Survivorship Sucks – Reasons to remove the phrase “At Least” from your vocabulary

Survivorship is hard. I’m about 14 months post-transplant now, and I expected things to be easier. Of course, the story of my treatment seems to be that when things can go wrong, they do, so here goes:

I am severely infertile, as expected. I am really sad about this. I love kids. I was at Whole Foods today and I saw this little blonde girl and every time I see a kid who reminds me of me as a kid I just think of how I don’t get to pass on my genetic material. Not that I’m the greatest genetic material since ever but still, it’s cool to think of kids as a mix of you and your future spouse and all that good stuff. “At least you can adopt, get an egg donor, etc. etc.” Sure, I can. I will be fine. But still, let me mourn the death of my ovaries!

In the more immediate future, I have been struggling with menopausal symptoms since transplant. If you’ve been through menopause, or your mom/wife/sister/friend has been through it, you know it sucks. I get these insane hot flashes that honestly feel more like panic attacks mixed with ants crawling all over my skin. I have been on some meds that don’t mix well with estrogen (blood issues and estrogen don’t go well together) but I recently started hormone replacement therapy and I feel way, way better. In other news, my uterus is a barren wasteland and most likely “hostile” to human life. Awesome.

My GVHD is much better. Still, I once in awhile find myself 20 minutes late to things because I was curled in the fetal position in my car begging the cramping to stop and hoping that I don’t vomit whatever is in my stupid, GVH-riddled stomach. Then, I arrive at my destination and feel a deep compulsion to explain that this isn’t my REAL face, that it’s just the prednisone making me ugly. People tell me I’m still pretty or whatever – NO, please tell me I’m ugly! I don’t want y’all thinking that I actually look like this!! “At least you can eat now and you’re on less prednisone.” Listen to how ridiculous that sounds.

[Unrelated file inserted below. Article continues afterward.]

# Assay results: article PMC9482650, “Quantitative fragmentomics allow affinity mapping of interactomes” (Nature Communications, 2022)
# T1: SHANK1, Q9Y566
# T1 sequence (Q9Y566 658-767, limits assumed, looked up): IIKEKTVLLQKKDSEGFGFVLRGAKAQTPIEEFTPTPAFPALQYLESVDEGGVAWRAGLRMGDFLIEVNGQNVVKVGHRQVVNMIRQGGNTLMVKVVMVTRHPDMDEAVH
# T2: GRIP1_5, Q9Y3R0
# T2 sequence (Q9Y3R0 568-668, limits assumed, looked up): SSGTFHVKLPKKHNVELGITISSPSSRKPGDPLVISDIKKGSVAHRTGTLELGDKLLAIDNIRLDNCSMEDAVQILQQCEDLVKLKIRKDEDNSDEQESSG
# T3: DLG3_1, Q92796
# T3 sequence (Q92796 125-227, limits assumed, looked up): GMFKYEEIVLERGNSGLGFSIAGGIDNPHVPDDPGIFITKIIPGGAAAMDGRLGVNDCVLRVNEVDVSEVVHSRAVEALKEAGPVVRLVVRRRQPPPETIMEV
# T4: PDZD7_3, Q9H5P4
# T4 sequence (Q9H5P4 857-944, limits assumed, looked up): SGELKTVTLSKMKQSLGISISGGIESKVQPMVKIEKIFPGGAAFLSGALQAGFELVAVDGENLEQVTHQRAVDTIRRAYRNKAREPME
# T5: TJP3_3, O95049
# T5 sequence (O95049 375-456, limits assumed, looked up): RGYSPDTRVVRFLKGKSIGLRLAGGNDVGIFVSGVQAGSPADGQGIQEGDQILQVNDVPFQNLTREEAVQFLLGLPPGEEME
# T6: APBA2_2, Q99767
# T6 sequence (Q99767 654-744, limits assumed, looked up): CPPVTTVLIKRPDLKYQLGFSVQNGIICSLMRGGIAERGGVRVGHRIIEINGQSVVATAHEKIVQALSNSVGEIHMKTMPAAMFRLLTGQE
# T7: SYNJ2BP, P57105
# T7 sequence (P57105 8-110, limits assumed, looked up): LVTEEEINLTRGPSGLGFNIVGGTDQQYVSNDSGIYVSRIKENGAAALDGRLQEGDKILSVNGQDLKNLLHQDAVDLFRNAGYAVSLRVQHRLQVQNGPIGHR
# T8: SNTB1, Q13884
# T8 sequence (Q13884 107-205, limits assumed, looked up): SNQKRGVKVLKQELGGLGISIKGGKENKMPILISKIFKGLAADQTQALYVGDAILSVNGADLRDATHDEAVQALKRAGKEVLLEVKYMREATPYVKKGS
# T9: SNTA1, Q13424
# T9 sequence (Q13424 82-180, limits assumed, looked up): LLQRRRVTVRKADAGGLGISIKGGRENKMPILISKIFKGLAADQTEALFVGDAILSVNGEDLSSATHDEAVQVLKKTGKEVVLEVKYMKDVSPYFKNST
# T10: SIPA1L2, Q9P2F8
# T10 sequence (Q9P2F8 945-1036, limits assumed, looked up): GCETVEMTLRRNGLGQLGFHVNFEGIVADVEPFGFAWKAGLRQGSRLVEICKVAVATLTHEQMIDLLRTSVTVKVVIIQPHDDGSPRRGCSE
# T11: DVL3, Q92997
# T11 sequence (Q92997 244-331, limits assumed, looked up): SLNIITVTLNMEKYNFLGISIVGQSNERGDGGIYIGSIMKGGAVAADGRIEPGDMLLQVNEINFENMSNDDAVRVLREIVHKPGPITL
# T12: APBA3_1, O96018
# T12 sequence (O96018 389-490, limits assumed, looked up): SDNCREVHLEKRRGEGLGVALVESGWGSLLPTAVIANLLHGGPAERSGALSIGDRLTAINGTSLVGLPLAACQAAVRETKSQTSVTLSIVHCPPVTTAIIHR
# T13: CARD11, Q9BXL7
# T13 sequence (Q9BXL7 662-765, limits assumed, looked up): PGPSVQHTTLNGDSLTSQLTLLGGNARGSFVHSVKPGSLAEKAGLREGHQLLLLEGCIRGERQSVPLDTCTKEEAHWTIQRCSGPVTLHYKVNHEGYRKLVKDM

I have huge bald patches on my head. People keep insisting that it’ll “fill in.” First of all, it’s been 14 months since my transplant and I am allowed to be upset that I STILL don’t have a full head of hair. Second of all, it most likely won’t fill in – it is likely chemo-induced alopecia caused by Busulfan, one of my transplant chemos. There are a lot of studies on Busulfan-induced alopecia and it is almost always permanent. “At least you have some hair.” Seriously? Would you be fine with huge bald patches all over your head? If you would be, you’re welcome to join me – I’ll even shave it for you. I was actually chill with being bald. It was okay. Sometimes when I was in public and people were staring at me, I liked to think they were trying to decide if I was edgy or sick. Obviously I was both. But now, the last thing I want is people thinking this was a style choice.

Surviving cancer is like getting older. Not the wise part where you have high earning potential, but the unfortunate part where nothing works right and you’re cranky about it. Sure, it’s better than the alternative, but that doesn’t mean I have to be excited about it.